The finance function has always been one of the center pillars for success of any business as financial transactions are the most critical and material transactions. In order to get funding across, service liquidity provision, and manage other operational and tax needs, financial transactions are central to financing multinational groups. Over the last few years, there has been an increased focus on financial transactions from a transfer pricing perspective with dwindling tax collection.
The deadly outbreak of COVID-19 led to dire consequences, including an increase in risk aversion in financial markets and other issues. In order to manage additional funding requirements, businesses may have to seek loans and guarantees from group entities, and it's imperative that these financing arrangements are in line with Transfer Pricing Guidelines.
On 11 February 2020, the OECD1 issued its final Transfer Pricing (TP) Guidance on Financial Transactions (FT Guidelines), of which Chapters A-E will be incorporated as Chapter X of the OECD TP Guidelines.
This report is a follow-up guidance on 'Aligning Transfer Pricing Outcomes with Value Creation' pursuant to BEPS Actions 8-10, and the 2015 report on 'Limiting Base Erosion Involving Interest Deductions and Other Financial Payments' pursuant to BEPS Action 4.2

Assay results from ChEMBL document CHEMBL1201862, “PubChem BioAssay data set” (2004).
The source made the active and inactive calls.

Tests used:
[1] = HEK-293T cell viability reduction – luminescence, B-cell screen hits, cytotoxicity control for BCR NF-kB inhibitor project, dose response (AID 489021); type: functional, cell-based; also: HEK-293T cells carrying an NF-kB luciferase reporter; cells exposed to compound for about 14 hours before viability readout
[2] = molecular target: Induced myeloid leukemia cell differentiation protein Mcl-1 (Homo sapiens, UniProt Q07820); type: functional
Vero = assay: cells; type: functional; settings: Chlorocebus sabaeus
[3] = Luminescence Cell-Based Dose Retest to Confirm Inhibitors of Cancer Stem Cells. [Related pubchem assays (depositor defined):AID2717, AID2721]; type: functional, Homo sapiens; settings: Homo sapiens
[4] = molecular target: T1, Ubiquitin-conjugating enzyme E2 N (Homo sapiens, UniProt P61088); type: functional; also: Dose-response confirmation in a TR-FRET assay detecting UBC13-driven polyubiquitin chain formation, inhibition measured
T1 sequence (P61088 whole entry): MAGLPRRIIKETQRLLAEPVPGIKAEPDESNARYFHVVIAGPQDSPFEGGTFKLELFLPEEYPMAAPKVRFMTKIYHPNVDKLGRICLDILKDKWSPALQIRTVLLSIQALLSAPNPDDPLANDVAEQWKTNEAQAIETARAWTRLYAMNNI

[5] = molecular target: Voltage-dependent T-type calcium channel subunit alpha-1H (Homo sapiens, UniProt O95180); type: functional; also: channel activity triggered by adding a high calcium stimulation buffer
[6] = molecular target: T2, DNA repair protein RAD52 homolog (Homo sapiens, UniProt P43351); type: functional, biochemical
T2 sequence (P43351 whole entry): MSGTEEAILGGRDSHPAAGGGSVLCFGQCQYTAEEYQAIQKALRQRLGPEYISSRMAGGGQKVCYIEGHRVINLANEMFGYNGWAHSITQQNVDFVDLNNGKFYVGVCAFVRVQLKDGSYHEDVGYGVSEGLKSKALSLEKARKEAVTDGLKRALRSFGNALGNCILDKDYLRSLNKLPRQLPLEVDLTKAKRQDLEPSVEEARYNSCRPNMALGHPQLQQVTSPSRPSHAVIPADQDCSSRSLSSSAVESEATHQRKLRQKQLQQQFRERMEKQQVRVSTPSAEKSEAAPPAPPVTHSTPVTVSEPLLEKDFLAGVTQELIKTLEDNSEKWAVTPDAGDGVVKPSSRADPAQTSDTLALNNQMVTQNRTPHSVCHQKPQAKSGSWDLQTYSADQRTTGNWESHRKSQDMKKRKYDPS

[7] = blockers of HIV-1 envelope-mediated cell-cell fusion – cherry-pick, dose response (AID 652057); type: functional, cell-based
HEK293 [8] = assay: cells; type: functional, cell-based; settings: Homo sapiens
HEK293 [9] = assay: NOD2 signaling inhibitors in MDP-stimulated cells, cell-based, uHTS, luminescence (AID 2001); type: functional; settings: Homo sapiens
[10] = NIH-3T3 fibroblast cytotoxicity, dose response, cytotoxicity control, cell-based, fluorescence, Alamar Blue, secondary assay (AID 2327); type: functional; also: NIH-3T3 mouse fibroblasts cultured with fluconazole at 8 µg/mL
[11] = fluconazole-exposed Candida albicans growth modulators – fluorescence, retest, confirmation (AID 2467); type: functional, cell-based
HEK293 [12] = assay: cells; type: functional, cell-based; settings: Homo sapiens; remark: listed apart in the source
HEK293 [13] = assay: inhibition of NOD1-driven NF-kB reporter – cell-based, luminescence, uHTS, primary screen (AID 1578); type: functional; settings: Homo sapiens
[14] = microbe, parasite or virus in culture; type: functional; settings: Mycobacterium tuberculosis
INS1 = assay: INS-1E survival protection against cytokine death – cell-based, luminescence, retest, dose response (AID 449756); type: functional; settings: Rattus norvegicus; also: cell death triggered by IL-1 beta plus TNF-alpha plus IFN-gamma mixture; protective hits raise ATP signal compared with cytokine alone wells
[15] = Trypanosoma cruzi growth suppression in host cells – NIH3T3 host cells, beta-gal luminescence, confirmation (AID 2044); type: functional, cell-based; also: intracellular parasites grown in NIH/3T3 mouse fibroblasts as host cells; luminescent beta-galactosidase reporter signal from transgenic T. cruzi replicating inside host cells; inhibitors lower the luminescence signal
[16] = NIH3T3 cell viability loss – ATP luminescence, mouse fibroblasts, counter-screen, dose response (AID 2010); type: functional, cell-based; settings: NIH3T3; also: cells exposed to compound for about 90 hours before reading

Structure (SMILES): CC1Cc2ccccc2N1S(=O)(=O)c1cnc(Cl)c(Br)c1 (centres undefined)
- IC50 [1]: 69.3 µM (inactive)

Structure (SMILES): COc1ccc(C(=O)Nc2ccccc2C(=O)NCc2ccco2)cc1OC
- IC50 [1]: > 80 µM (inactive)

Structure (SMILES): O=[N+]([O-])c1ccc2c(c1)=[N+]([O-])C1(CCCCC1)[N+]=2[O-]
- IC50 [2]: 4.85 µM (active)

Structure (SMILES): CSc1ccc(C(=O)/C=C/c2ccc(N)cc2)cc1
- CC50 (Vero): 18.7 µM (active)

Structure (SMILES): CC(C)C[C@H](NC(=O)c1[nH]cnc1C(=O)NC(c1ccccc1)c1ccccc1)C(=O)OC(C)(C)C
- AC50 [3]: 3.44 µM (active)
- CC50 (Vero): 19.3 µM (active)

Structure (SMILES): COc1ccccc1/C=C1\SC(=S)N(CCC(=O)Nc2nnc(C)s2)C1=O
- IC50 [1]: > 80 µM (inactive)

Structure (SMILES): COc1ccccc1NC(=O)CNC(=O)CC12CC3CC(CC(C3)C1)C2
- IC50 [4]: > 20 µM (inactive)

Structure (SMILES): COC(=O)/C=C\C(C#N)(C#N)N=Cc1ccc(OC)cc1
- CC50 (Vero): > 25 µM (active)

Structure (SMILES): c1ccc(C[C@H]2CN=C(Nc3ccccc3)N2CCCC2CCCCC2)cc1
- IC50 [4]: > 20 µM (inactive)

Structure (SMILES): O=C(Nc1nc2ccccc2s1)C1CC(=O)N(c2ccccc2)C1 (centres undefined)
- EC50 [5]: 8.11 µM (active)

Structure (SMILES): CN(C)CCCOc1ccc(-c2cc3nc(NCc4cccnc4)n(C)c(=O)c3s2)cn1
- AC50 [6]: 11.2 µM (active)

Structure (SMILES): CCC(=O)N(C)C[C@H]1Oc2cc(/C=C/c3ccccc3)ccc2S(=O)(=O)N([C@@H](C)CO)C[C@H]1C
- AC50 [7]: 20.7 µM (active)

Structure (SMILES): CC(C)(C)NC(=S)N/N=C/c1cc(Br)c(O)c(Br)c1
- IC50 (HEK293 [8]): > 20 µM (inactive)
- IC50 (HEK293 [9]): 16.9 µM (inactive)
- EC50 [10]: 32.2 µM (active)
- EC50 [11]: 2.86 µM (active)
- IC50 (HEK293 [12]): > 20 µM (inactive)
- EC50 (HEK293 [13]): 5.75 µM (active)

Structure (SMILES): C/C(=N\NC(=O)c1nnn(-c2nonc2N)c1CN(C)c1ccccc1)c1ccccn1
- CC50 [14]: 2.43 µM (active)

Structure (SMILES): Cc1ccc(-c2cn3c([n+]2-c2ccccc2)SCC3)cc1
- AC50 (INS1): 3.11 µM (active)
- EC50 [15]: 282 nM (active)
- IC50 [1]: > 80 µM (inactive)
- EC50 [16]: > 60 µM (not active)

The FT Guidelines aim to clarify the application of the principles of the 2017 OECD TP Guidelines, in particular the accurate delineation analysis, to financial transactions. It covers loans and guarantees and includes cash pooling, risk-free and risk-adjusted rates of return, and captive insurances.
The said guidelines cover the key intra-group financing arrangements in the nature of intra-group loans; guarantees, cash pooling and hedging. FT Guidelines also identify the factors to be considered while determining the arm's length pricing policy. Some of the essential characteristics of the intercompany financing arrangements are contractual terms, functional analysis, economic circumstances and business strategies, which are similar to assessing arm's length nature in the case of non-financial transactions.
This article mainly focuses on the key aspects of intra-group loans highlighted by the FT Guidelines.
According to the FT Guidelines, specific measures that are relevant in analyzing the arm's length nature of intra-group loan are:
- Analyzing lender's perspectives – The lender's perspective regarding the decision whether to grant a loan, how much to lend, and on what terms will involve evaluation of various factors relating to the borrower, wider economic factors affecting both the borrower and the lender, and other options realistically available to the lender for the use of the funds.
• Analyzing Borrower's perspectives – The borrowers seek to optimize their weighted average cost of capital and to have the right funding available to meet both short-term needs and long-term objectives. They also consider the potential impact of changes in economic conditions such as interest rates and exchange rates and the risk of not being able to make timely payments of interest and principal on the loan.